If there is no parenting Court Order in place, whilst you are not in the strict sense legally bound to send your children to the other parent, it might be to both yours and your children’s detriment in the long term if you do not send them.
The Court frowns very heavily on parents who do not foster a relationship between the other parent and their children, which could result in losing primary care of your children.
If there is a parenting Court Order in place, stating that your children must see their Mother and/or Father at certain specific times, then you must abide by those Court Orders.
Parenting Orders have effect until the children turn 18 years of age, unless the parenting Orders are superseded by a Parenting Plan, amended by consent or changed by the Court.
This means that legally, there is no age below 18 where it is acceptable for either parent to unilaterally stop the children from spending time with the other parent. Doing so without valid reason constitutes a contravention. “The children keep saying they do not wish to go” are not valid reasons.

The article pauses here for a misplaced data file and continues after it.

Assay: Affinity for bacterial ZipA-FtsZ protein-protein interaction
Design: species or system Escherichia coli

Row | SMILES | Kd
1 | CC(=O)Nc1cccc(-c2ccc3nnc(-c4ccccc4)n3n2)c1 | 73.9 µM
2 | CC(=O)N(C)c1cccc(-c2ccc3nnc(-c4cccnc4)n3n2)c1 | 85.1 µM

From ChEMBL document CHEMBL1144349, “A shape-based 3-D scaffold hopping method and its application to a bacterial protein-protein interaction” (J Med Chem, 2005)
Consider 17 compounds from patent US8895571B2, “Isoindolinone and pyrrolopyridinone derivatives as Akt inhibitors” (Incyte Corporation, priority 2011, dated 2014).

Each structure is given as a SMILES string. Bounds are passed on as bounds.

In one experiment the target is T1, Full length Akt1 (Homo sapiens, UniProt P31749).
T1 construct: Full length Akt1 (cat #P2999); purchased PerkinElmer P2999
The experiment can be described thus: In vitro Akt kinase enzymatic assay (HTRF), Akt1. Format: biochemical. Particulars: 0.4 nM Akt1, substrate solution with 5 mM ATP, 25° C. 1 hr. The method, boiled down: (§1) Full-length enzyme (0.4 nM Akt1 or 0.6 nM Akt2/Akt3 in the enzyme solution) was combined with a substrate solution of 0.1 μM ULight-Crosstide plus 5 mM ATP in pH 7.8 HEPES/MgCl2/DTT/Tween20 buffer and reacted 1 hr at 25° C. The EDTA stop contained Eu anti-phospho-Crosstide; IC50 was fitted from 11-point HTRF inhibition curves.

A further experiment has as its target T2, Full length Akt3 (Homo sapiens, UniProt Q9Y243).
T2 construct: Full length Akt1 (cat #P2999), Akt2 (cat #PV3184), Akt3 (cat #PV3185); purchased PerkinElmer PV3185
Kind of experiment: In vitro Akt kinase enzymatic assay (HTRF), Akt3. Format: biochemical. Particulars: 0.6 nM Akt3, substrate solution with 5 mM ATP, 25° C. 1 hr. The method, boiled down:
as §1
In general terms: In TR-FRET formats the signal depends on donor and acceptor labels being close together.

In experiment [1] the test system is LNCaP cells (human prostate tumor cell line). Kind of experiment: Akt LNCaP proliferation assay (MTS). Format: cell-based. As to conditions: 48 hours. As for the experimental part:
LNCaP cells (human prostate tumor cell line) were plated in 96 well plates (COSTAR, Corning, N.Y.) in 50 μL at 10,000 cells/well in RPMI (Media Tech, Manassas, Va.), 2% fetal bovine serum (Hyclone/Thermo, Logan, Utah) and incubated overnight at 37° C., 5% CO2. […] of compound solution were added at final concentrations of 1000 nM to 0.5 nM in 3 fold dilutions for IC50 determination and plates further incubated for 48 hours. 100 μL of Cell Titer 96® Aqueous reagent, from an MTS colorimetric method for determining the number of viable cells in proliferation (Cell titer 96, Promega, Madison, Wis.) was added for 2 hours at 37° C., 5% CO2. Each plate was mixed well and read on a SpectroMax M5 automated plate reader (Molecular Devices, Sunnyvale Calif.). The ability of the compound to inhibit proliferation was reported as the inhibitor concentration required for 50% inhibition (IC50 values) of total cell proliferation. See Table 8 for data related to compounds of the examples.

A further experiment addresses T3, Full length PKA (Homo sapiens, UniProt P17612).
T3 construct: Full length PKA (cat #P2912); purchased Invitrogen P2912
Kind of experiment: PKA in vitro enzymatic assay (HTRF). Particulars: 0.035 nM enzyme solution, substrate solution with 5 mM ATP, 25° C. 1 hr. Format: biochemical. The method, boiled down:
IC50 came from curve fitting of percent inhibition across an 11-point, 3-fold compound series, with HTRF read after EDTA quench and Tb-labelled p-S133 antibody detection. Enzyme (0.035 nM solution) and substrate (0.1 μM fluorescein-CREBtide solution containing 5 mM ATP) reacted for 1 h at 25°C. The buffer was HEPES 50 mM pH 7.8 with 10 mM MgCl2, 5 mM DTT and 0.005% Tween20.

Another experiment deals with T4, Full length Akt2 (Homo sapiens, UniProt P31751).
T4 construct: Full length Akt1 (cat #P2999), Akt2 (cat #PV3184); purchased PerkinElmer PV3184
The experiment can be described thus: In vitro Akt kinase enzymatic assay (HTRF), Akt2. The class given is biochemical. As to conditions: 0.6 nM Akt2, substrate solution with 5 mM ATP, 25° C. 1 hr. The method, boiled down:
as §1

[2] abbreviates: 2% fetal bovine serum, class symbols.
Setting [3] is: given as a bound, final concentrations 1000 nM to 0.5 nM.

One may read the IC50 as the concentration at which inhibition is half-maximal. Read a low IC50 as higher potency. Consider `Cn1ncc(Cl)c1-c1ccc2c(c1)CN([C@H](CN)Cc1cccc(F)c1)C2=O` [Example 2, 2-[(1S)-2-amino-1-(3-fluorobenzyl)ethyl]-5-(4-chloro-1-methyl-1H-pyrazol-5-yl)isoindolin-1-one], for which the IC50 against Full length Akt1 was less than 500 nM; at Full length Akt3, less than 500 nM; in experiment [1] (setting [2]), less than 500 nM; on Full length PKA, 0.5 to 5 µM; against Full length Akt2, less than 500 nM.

You cannot breach a Court Order unless you have ‘reasonable excuse(s)’. The most common example of a reasonable excuse usually is – where the child is at genuine risk of harm whether physically and/or emotionally if he/she was to spend time with that other parent.
Factors such as the age of the children can also have a huge bearing on this question, as can many other factors.
The Court will look at evidence such as Police records, Doctors’ and Hospital records, reports from Schools and from the NSW Department of Family and Community Services. The Court will also look at other evidence that are relevant.
People who make up allegations of abuse and/or not encouraging the children to spend time with the other parent are looked upon very critically by the Court and it may even Order you to pay some or all of the costs of the other person. Sometimes dependent on the circumstances that parent is sentenced to go to jail for a certain period of time.
Even if allegations of abuse are found to be true, that does not necessarily mean that the abusive parent will be prevented from seeing their children. Supervised time will occur with that parent by an independent person or at a Care Centre to make sure nothing goes wrong.
The contents of this article are for reference purposes only and do not constitute legal advice. Please seek appropriate legal advice before proceeding with any course of action.